The Skinny on Microsoft's New Cloud Pricing
Software licensing is way more complicated than it needs to be, and moving to the cloud, especially using your existing apps, offers a whole new wrinkle.
Microsoft, which is "all in the cloud," wants its customers equally in, and is tweaking its Software Assurance volume licensing program to ease the transition. The basic idea is through "license mobility" you can use what you already paid for to run on your servers and move that software to the cloud.
Analyst firm Directions on Microsoft analyzes license mobility, and their analyst John Cullen spoke to Microsoft watcher and Redmond magazine columnist Mary Jo Foley about all the gory details. Licensing comes easy to Cullen, who for half a decade crafted volume programs in Redmond.
According to Cullen, mobility is an attempt to lure IT to the cloud, but also a lifeline for Software Assurance, which could end up irrelevant as computing shifts off site.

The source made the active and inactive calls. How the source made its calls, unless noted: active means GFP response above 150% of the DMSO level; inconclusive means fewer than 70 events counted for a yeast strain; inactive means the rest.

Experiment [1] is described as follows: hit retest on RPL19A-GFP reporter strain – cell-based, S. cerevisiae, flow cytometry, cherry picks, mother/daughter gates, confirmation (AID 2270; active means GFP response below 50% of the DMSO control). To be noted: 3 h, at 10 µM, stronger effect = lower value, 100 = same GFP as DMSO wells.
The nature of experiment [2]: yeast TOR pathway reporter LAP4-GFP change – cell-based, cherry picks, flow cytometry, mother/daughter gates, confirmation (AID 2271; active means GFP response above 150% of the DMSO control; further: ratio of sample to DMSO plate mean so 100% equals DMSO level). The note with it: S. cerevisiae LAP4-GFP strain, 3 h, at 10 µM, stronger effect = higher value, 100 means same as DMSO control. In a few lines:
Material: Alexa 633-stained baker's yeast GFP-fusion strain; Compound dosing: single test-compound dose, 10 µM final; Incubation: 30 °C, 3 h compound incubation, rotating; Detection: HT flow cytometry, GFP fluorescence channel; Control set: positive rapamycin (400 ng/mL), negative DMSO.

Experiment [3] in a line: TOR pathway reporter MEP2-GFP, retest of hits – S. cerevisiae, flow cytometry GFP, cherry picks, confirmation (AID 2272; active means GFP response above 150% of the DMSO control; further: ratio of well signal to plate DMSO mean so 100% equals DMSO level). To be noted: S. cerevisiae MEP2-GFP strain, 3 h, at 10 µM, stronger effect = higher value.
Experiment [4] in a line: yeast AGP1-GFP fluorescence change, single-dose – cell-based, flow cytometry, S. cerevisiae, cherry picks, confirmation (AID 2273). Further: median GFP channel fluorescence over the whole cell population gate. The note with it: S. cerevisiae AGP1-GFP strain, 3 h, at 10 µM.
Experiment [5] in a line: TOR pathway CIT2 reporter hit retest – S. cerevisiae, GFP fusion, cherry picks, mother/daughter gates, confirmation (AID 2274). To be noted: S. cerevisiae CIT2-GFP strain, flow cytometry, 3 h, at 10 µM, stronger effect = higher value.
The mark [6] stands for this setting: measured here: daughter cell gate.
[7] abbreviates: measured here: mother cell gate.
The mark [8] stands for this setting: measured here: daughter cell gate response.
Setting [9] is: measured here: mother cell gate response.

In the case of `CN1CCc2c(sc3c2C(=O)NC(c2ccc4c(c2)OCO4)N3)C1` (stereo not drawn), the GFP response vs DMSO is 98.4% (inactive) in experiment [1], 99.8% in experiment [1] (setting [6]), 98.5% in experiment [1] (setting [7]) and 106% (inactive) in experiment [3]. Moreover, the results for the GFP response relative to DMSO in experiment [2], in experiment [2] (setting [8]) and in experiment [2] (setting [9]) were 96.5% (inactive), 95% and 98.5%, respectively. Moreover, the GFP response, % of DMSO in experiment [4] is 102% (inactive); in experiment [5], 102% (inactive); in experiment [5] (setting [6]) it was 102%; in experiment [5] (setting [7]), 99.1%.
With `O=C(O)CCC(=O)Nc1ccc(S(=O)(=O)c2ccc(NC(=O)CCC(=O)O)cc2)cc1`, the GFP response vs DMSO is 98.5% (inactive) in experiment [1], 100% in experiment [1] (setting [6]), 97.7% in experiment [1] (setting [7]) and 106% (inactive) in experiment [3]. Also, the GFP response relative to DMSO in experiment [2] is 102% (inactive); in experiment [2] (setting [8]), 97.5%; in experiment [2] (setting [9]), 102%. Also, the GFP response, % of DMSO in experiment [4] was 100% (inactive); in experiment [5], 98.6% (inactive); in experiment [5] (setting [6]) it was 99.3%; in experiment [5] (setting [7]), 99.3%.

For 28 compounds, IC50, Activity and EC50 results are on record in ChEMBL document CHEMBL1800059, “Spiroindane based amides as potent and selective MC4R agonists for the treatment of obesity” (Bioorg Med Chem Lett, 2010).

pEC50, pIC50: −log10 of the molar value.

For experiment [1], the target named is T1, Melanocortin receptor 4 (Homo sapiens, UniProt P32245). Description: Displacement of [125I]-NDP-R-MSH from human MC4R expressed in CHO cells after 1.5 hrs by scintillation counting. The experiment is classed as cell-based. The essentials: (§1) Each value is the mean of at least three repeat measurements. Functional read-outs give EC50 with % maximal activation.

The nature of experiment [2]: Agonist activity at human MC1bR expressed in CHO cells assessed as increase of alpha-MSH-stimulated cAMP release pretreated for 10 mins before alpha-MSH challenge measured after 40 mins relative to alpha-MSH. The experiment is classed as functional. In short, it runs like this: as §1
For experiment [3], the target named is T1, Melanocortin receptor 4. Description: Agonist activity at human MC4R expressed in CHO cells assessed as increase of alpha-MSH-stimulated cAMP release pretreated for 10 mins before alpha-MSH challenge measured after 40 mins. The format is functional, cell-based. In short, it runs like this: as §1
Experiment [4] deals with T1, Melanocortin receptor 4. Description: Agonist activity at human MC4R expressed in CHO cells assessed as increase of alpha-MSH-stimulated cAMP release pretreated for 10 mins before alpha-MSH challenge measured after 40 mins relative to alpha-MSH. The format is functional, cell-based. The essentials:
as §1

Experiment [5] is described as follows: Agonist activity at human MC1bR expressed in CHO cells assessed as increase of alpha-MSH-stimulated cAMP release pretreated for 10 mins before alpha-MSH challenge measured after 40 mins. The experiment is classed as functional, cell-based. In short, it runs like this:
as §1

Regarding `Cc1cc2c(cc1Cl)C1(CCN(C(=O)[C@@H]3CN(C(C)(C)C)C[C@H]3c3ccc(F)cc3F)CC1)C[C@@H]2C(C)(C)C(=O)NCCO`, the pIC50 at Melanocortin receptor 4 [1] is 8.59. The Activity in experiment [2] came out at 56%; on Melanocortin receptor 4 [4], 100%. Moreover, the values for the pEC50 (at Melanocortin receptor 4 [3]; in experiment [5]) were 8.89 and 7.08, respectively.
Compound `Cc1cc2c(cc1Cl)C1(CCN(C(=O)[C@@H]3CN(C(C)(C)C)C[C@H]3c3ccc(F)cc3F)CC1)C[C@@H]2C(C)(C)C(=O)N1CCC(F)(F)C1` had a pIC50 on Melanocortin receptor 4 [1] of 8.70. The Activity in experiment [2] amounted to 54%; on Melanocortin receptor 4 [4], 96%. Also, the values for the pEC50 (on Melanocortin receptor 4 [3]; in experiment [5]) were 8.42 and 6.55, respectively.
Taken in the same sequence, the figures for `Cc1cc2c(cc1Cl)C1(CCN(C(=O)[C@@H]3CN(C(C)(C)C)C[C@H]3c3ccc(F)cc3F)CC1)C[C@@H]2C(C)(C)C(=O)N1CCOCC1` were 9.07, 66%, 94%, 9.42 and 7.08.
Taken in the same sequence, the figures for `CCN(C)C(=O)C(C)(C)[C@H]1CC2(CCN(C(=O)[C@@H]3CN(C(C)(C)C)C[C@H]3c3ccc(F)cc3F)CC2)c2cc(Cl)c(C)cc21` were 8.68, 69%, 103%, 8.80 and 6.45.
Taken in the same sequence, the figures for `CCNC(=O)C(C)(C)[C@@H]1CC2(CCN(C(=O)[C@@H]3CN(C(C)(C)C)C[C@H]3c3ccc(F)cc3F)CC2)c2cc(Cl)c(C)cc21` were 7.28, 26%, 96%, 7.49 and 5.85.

The Microsoft side of the equation is not the most complicated part. The tricky area is continuing to pay Microsoft fees while at the same time negotiating new fees with a hosting company. It is unclear whether, in the final analysis, you'll save or lose money on this deal.
While I may have mentioned the Microsoft side is a bit less hairy than with hosters, it ain't exactly second grade math. Here's an example from Cullen:
"A scenario where you 'win' (licenses let you do more in the cloud than on-premises): We're running one SQL Server workload on a dual proc on-premises server licensed with two SQL Enterprise proc licenses. You can move the workload up to a multitenant hoster with a quad proc box, at times using more proc 'horsepower' than you did when on premises, and yet you only need to allocate ONE of your two SQL Enterprise proc licenses to do so."
Not exactly nuclear science, but not simple either, especially when you have multiple servers, multiple apps and myriad VMs to match. Break out your HP EasyCalc 300 to figure all that out!
Has the cloud made licensing easier or harder? You tell me at email@example.com.
Posted by Doug Barney on 08/16/2011 at 12:47 PM